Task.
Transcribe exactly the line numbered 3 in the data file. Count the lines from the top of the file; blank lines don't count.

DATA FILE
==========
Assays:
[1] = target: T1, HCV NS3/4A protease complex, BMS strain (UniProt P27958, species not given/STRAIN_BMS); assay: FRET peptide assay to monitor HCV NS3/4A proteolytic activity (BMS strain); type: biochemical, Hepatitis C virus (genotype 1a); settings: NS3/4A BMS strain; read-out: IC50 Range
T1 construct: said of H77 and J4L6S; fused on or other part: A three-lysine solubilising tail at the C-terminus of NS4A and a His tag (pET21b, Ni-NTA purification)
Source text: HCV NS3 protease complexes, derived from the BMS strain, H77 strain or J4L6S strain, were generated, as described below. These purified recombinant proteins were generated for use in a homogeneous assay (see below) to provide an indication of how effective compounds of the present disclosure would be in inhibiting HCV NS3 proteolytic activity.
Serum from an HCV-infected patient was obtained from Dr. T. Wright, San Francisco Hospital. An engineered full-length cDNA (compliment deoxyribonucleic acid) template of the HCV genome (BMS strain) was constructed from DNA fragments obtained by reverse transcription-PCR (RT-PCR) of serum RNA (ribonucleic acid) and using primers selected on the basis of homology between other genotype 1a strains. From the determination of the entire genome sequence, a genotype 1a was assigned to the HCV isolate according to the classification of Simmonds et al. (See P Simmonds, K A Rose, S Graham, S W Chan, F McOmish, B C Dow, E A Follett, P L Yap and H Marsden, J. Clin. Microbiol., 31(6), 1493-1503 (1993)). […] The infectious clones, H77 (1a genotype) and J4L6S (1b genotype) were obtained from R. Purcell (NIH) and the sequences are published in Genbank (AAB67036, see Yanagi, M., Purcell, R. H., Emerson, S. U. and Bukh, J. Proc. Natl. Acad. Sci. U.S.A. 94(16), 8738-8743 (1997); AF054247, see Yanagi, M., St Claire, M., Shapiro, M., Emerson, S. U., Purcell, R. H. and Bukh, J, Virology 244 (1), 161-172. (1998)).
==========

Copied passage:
T1 construct: said of H77 and J4L6S; fused on or other part: A three-lysine solubilising tail at the C-terminus of NS4A and a His tag (pET21b, Ni-NTA purification)